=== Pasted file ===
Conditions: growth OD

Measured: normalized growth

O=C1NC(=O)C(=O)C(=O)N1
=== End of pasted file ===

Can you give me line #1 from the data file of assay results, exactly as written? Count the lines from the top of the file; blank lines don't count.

Conditions: growth OD